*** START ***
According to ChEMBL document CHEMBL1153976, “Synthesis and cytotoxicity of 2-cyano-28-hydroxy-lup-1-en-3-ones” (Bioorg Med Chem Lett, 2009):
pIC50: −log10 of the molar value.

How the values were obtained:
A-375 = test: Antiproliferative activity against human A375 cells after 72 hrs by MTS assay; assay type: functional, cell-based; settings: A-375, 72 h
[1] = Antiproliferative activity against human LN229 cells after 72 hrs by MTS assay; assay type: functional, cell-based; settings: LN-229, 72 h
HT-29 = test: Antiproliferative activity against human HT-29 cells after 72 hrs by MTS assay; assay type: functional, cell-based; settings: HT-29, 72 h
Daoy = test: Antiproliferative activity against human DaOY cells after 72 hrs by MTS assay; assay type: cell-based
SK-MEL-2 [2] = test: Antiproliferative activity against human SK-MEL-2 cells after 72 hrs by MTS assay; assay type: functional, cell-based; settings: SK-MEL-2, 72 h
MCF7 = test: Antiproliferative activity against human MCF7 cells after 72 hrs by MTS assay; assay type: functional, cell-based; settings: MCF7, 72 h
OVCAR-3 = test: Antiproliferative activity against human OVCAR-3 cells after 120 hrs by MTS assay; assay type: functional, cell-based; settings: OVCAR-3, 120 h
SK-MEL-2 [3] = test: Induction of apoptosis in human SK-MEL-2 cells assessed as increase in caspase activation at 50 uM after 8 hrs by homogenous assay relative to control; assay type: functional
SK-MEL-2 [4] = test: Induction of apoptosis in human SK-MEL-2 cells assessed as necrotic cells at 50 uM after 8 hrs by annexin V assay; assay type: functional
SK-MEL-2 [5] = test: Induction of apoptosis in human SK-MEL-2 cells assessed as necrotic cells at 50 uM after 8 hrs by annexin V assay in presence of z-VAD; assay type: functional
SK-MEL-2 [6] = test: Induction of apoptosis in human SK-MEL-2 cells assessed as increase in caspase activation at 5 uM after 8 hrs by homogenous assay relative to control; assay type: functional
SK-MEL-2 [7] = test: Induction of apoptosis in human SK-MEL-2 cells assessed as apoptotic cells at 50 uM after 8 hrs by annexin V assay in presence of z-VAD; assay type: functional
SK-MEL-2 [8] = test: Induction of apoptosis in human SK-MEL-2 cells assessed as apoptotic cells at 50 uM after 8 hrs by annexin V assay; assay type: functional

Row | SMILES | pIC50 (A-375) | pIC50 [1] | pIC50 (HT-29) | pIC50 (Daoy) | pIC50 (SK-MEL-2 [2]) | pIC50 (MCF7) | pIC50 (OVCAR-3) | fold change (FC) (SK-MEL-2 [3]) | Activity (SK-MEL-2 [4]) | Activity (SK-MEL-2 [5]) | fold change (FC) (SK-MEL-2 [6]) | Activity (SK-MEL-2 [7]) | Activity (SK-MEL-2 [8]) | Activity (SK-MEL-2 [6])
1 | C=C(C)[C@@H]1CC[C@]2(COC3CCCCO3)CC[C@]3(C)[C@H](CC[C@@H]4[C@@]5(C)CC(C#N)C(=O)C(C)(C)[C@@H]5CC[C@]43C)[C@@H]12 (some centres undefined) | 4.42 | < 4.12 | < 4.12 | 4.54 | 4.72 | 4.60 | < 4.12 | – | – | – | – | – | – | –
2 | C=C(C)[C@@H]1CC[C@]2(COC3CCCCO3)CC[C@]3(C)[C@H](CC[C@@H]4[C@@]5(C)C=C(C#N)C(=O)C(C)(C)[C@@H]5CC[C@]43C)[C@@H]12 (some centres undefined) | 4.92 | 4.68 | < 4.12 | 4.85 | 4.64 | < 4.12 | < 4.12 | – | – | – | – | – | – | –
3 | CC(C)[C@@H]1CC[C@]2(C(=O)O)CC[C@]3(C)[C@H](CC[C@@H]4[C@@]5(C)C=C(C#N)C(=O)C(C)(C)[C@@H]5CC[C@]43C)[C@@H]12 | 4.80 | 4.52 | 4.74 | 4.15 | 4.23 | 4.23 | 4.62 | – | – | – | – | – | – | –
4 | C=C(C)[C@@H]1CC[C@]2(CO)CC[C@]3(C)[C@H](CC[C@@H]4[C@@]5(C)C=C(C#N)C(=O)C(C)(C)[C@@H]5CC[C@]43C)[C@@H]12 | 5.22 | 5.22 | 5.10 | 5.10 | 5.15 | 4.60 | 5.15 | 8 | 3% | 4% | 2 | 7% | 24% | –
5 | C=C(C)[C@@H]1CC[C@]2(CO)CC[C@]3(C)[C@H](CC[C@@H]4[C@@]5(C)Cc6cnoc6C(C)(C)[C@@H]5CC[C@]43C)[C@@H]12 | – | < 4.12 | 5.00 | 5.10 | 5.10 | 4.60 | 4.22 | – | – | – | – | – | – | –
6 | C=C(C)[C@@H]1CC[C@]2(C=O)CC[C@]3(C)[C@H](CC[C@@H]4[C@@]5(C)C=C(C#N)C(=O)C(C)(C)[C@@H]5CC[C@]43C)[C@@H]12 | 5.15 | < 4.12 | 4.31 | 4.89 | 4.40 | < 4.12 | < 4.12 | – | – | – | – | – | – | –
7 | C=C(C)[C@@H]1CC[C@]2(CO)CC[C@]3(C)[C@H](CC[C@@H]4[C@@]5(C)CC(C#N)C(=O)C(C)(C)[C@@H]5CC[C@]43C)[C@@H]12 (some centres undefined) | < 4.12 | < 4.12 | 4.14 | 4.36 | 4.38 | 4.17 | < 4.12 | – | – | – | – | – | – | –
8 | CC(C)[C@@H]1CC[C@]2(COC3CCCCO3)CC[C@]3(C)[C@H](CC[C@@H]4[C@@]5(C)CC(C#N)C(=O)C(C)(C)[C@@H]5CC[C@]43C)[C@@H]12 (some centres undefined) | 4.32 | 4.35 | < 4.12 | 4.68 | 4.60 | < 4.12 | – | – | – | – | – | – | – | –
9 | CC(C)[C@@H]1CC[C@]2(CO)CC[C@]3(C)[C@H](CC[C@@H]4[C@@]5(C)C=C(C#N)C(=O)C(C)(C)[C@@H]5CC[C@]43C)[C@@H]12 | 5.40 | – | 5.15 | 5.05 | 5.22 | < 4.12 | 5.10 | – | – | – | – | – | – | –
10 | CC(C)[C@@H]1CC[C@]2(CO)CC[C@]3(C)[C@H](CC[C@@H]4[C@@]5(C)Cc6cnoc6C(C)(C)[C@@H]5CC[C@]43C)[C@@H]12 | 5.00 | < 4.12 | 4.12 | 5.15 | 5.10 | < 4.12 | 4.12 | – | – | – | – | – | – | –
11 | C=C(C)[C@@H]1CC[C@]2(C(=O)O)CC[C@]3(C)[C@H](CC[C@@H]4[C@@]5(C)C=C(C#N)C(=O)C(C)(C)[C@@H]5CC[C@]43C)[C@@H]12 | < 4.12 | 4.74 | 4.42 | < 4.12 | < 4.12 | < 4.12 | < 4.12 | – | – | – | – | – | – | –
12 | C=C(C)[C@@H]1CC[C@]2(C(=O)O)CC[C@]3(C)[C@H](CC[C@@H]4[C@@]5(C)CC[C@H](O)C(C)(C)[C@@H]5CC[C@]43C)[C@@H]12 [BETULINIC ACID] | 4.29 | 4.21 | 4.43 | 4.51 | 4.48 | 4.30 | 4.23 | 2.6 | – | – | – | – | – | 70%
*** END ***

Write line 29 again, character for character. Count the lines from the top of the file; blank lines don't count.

12 | C=C(C)[C@@H]1CC[C@]2(C(=O)O)CC[C@]3(C)[C@H](CC[C@@H]4[C@@]5(C)CC[C@H](O)C(C)(C)[C@@H]5CC[C@]43C)[C@@H]12 [BETULINIC ACID] | 4.29 | 4.21 | 4.43 | 4.51 | 4.48 | 4.30 | 4.23 | 2.6 | – | – | – | – | – | 70%